All nature is but art unknown to thee,
All chance, direction which thou canst not see;
All discord, harmony not understood;
All partial evil, universal good;
And, spite of pride, in erring reason’s spite,
One truth is clear, Whatever is, is right.
–Alexander Pope, “Essay on Man”

“Essay on Man” is a rotten poem.

I don’t say this as a detractor of Alexander Pope. Just the opposite. I think that he was the greatest poet of the eighteenth century, and—with Chaucer, Shakespeare, and Milton—one of the greatest poets in the English language. So when I say that “Essay on Man” is a rotten poem, it is like a huge Beatle’s fan saying that “Revolution #9” is a lousy song. This is the critique of a true fan.

The problem with the poem is not the writing—it is very well written—the problem lies in the ideas themselves. “Essay on Man” is built around a neoclassical conceit called “the great chain of being,” which sees everything in the universe connected in a rigid hierarchy that starts with God and works its way down through angels, men, good horses, dogs, women, insects, all the way down to the most microscopic organism we can know anything about.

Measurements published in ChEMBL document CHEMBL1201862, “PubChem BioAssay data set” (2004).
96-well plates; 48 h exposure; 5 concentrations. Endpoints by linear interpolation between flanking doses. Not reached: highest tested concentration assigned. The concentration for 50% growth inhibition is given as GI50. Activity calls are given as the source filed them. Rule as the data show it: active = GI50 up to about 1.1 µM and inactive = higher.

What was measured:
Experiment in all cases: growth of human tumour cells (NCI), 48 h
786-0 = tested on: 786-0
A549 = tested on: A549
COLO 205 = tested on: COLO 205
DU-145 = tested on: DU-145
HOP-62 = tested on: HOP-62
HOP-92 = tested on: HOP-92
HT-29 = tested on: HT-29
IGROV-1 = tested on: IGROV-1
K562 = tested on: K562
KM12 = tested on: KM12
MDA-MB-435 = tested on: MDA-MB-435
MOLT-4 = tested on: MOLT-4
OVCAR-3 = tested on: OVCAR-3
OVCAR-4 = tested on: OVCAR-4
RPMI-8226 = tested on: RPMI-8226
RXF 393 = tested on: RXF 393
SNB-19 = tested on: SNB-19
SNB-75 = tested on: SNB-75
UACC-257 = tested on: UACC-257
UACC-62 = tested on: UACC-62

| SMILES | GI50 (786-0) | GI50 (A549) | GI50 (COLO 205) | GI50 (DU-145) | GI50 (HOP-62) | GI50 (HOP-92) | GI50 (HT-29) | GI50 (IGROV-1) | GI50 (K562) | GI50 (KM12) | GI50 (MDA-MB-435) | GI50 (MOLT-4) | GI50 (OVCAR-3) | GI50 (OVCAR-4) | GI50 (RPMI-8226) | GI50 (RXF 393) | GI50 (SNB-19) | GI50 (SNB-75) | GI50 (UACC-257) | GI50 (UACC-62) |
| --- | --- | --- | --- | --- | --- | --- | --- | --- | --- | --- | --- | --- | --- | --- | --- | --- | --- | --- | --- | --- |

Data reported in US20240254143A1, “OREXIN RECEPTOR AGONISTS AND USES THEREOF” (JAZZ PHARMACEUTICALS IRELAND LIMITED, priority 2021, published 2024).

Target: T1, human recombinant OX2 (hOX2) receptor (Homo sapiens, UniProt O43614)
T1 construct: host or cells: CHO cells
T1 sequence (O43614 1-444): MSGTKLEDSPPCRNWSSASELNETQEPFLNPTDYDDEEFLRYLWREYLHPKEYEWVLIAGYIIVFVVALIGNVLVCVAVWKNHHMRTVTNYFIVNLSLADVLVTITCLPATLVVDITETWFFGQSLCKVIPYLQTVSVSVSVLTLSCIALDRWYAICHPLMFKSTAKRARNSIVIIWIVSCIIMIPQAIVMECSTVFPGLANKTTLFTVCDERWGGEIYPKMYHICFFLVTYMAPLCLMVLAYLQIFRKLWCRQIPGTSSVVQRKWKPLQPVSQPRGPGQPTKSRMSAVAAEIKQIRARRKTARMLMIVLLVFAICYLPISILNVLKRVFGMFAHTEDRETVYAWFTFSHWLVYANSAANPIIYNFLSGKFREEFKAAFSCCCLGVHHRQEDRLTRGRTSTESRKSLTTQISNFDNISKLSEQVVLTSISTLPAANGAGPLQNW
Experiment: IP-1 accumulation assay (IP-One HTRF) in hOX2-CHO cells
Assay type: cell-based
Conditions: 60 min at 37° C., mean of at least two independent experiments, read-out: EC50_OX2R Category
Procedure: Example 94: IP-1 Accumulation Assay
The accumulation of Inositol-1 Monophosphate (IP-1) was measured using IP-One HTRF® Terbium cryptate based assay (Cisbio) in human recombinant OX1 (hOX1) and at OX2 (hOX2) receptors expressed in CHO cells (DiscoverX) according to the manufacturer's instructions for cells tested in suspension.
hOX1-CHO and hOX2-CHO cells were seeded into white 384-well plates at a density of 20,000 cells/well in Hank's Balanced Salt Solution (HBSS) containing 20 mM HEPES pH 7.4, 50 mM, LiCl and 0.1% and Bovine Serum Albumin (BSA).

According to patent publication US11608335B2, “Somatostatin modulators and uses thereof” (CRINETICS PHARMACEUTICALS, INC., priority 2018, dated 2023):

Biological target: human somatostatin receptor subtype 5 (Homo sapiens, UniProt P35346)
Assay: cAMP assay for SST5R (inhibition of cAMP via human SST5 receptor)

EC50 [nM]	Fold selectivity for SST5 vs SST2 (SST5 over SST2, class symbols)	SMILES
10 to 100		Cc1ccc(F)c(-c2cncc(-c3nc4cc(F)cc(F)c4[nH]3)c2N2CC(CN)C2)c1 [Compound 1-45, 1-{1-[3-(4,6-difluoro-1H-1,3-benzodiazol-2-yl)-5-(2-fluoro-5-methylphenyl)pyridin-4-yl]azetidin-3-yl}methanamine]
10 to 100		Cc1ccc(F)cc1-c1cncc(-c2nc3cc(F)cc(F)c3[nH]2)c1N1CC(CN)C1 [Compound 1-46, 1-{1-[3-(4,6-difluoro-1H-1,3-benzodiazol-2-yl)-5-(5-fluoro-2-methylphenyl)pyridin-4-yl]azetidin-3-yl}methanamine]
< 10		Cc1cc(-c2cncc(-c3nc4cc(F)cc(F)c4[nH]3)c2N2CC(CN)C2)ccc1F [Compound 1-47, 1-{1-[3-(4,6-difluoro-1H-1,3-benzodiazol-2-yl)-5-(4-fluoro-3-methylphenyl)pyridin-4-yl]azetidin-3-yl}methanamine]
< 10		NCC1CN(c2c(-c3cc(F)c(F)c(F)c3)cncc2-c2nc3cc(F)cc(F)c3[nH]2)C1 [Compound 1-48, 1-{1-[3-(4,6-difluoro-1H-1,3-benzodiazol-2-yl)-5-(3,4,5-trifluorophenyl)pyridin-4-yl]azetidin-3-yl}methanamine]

The main point of “Essay on Man,” then, is that thing are always exactly the way they are supposed to be because that’s how God wants them, and He knows how to change the world if he wants it changed. The poem itself was designed to popularize the philosophy of Gottfried Wilhelm von Leibniz, which was called “optimism,” though not in the way that we Moderns use the term. Optimism was based on a syllogism that went something like this:

If God is all good and all powerful, then he must have created the best possible world.
God is all good and all powerful.
Therefore, the world that God created is the optimum world (hence “optimism”) .

In other words: whatever is is right; so quit complaining and get on the bus.